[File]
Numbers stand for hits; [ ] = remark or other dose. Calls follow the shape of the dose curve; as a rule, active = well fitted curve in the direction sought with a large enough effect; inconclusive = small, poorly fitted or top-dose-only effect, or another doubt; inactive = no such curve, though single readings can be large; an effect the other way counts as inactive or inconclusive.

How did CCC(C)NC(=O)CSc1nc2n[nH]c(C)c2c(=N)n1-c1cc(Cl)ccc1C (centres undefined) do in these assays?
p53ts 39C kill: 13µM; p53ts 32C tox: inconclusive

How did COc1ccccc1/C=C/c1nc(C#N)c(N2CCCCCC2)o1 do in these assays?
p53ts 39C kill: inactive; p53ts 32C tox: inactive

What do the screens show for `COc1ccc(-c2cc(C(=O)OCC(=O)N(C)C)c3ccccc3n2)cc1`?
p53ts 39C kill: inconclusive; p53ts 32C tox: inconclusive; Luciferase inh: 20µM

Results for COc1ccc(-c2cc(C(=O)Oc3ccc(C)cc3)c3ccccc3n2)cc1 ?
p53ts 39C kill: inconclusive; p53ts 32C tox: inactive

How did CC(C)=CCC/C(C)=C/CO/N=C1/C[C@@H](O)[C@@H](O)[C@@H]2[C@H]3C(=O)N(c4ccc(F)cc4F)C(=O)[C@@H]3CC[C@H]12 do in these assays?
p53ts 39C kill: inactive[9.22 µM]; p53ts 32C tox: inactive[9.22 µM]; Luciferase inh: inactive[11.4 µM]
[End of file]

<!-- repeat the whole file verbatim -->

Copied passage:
Numbers stand for hits; [ ] = remark or other dose. Calls follow the shape of the dose curve; as a rule, active = well fitted curve in the direction sought with a large enough effect; inconclusive = small, poorly fitted or top-dose-only effect, or another doubt; inactive = no such curve, though single readings can be large; an effect the other way counts as inactive or inconclusive.

How did CCC(C)NC(=O)CSc1nc2n[nH]c(C)c2c(=N)n1-c1cc(Cl)ccc1C (centres undefined) do in these assays?
p53ts 39C kill: 13µM; p53ts 32C tox: inconclusive

How did COc1ccccc1/C=C/c1nc(C#N)c(N2CCCCCC2)o1 do in these assays?
p53ts 39C kill: inactive; p53ts 32C tox: inactive

What do the screens show for `COc1ccc(-c2cc(C(=O)OCC(=O)N(C)C)c3ccccc3n2)cc1`?
p53ts 39C kill: inconclusive; p53ts 32C tox: inconclusive; Luciferase inh: 20µM

Results for COc1ccc(-c2cc(C(=O)Oc3ccc(C)cc3)c3ccccc3n2)cc1 ?
p53ts 39C kill: inconclusive; p53ts 32C tox: inactive

How did CC(C)=CCC/C(C)=C/CO/N=C1/C[C@@H](O)[C@@H](O)[C@@H]2[C@H]3C(=O)N(c4ccc(F)cc4F)C(=O)[C@@H]3CC[C@H]12 do in these assays?
p53ts 39C kill: inactive[9.22 µM]; p53ts 32C tox: inactive[9.22 µM]; Luciferase inh: inactive[11.4 µM]